I proceeded down the hall to the bathroom, went in, and closed the door. No lock. No window. I put down the toilet seat and sat, hugging my clothes. My right knee bounced—one of my nervous habits. Should I take a shower or just change clothes? My usual routine involved a shower every morning after breakfast, and that’s what I needed to do.
The warm water had a calming effect. I closed my eyes and let the water flow over my head. For the first time this morning, I felt almost relaxed. It was time for clean clothes and time to face the woman downstairs.
Peeking over the railing as I left the bathroom, I found the woman sitting in the exact same position I’d witnessed earlier. I slowly walked down the stairs, stopping at the bottom step. Ten feet in front of me sat the woman in her chair. Five feet to my left, a solid wood front door. For a brief moment, I thought of running out the door and screaming for help, but I had no idea what was out there. In my writings, I’d have a muscular man in black pants and black t-shirt armed with a machine gun guarding the exit. I wasn’t ready to die in a blaze of bullets. But then again, maybe only flowering mums and periwinkles sat outside in mosaic pots.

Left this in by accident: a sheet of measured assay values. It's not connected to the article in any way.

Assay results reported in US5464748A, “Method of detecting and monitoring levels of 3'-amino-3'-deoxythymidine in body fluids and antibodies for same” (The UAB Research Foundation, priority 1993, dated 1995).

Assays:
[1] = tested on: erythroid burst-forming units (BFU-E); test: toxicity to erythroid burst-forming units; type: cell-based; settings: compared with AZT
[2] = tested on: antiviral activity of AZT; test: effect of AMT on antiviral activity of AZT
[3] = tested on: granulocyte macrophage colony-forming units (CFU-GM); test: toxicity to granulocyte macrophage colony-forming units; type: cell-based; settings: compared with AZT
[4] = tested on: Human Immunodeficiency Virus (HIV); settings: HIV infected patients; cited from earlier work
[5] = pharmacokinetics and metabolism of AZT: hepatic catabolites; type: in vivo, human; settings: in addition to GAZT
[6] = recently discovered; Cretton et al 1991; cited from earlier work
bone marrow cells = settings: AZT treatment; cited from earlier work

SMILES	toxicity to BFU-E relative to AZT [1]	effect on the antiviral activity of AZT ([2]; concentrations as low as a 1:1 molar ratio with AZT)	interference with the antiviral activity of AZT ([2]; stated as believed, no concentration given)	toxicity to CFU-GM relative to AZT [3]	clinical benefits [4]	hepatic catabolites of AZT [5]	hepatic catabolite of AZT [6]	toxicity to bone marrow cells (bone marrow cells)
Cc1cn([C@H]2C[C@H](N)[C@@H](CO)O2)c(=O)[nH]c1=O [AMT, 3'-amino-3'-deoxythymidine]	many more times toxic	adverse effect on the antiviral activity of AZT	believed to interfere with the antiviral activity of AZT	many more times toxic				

Okay, get a grip
, I thought. I shook my shoulders letting my arms flail, releasing tension.
The living room looked bright and cozy. Centered on the wall straight ahead was a brick fireplace. A large painting of poppies hung above the mahogany mantle and on either end of the fireplace were two small bookcases filled with books and pictures. To the right, rested a tan couch with two red pillows and a red throw draped over the back. A square mahogany coffee table sat between the couch and two red chairs. A bouquet of gerbera daisies in a crystal vase stood on a round oak table between the chairs. Sunlight poured in through the large picture window.
Taking a step forward, I asked, “Can you tell me where I am? And who you are?”
The woman stood and placed the book on the coffee table. “Oh, what terrible manners I have.” Smiling at me, she held out her hand. “My name is Jaime. Jaime Clark.”
Feeling the need to be polite in turn, I walked over to her, shook her hand, and said, “Isabella Retsul.”
“Yes, I know.” Jaime nodded. “Come sit on the couch with me.”